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Another day, another Heathrow legal challenge

heathrow cropped

Environmental charity Friends of the Earth has begun High Court legal action against the government over its decision to give the third runway at Heathrow Airport the green light.

The charity claims the decision breaches the UK’s climate change policy and its sustainable development duties. It is challenging the legal basis of the Airports National Policy Statement (NPS), published in June, which provides the framework for the airport’s expansion.

It is the fourth legal fight against the expansion plans: environmental charity Plan B is also starting legal proceedings against expansion. Rival expansion firm Heathrow Hub started a judicial review last week and London mayor Sadiq Khan, alongside five London boroughs and Greenpeace, is bringing another challenge.

Law firm Leigh Day, acting for Friends of the Earth, filed papers with the High Court on Monday, which called for the NPS to be quashed. 

Leigh Day public law solicitor Rowan Smith said: “In no sensible terms can this be described as sustainable development, when the additional costs of carbon-offsetting and the global warming potential of non-CO2 emissions from aviation do not feature in the government’s plans.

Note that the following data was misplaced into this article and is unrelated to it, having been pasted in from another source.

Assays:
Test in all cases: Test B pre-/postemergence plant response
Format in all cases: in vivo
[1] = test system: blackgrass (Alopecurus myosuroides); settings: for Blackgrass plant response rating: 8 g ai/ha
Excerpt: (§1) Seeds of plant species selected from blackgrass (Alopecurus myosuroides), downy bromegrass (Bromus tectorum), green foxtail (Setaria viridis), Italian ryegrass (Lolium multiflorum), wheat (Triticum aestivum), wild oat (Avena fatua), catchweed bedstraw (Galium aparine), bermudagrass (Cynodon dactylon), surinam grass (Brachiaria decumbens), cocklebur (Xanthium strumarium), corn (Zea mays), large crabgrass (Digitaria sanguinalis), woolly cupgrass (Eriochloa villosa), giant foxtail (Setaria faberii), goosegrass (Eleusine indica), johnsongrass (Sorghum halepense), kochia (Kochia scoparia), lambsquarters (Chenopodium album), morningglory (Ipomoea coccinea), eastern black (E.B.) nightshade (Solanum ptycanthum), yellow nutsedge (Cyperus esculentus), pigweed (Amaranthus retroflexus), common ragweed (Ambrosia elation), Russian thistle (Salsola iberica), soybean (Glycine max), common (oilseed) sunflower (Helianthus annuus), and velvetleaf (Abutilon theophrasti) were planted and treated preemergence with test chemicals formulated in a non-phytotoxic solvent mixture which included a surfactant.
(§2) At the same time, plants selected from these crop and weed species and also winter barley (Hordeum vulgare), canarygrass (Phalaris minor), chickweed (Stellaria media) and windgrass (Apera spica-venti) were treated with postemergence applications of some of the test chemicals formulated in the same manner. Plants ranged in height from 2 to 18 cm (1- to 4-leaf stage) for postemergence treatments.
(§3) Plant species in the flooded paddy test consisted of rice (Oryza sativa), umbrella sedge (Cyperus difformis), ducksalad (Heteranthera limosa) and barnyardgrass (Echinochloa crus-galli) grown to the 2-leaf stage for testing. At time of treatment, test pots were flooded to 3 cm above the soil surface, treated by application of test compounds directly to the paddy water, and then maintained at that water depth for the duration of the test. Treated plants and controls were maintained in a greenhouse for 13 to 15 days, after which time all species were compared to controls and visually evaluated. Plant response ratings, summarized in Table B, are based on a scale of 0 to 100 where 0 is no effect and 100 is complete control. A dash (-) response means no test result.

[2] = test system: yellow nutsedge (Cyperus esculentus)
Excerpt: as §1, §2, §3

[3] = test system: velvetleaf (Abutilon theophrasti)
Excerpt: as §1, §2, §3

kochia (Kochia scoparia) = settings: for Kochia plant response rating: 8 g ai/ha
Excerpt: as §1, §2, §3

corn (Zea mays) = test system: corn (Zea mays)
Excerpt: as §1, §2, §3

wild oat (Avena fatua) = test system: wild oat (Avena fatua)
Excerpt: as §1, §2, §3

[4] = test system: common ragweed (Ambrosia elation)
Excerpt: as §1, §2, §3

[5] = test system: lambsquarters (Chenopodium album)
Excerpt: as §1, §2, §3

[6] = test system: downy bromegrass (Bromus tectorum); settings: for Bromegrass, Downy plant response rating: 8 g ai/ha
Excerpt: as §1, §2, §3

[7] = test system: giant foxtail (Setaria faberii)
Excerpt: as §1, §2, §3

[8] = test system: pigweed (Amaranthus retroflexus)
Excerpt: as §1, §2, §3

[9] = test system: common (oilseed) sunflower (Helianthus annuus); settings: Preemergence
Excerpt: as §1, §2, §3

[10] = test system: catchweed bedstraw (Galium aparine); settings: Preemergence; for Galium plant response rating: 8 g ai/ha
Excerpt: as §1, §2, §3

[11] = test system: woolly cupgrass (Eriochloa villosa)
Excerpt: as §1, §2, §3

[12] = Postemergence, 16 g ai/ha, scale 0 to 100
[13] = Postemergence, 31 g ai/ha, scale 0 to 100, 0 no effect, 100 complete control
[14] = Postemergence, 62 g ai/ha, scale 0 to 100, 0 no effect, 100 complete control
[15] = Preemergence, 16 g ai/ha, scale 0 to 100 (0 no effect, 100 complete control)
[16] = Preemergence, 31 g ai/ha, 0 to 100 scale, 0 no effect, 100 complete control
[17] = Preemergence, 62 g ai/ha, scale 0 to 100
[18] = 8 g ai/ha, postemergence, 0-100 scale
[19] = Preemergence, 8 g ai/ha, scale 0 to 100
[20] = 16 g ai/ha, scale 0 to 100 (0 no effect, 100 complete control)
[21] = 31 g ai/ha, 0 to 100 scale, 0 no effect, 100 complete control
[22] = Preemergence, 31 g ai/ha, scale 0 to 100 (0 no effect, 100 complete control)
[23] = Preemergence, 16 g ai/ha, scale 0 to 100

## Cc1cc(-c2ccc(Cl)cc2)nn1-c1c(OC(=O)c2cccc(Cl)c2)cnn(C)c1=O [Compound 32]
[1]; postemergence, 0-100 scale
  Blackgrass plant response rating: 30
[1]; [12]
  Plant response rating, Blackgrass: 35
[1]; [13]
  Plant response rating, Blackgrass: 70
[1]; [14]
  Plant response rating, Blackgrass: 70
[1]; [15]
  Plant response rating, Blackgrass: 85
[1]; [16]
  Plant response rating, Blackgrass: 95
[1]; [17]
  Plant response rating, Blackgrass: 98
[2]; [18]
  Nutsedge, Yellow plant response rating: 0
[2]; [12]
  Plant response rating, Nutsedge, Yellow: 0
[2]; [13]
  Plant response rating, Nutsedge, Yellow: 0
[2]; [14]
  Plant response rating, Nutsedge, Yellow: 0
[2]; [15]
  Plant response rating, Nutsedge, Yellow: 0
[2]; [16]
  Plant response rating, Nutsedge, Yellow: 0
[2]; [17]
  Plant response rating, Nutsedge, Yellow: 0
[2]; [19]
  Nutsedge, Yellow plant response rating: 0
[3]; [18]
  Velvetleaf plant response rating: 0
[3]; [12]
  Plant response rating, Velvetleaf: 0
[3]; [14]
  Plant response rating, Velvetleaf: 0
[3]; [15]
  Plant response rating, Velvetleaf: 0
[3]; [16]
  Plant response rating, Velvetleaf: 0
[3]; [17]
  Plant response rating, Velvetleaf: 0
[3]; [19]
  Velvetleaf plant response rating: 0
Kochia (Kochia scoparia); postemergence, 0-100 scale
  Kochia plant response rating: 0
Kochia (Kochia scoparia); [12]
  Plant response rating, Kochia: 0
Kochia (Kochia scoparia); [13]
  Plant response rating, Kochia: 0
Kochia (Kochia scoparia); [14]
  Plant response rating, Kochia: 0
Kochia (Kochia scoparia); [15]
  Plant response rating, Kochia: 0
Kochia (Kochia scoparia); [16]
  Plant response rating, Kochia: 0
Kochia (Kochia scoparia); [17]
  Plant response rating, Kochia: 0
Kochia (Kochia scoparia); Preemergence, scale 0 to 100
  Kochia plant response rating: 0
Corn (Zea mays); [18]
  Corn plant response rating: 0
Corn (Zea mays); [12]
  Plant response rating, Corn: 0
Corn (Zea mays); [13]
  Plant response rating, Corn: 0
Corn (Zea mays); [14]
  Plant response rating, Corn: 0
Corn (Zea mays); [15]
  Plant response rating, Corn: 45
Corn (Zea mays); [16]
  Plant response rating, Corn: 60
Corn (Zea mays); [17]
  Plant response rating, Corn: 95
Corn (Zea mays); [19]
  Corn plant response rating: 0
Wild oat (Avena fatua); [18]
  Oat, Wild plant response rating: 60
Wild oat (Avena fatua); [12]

“The government has a legal duty to take into account climate change policy and the Paris Agreement it has committed to with the global community, the Airports National Policy Statement does not adequately consider those factors and we therefore will argue that it is unlawful.”

Heathrow has remained bullish in the face of the challenges, saying it has factored the legal fights into its timeframe and the runway won’t be delayed.

The High Court is expected to make a decision on whether there will be a full hearing in the autumn.

New Civil Engineer has contacted the Department for Transport for a response.

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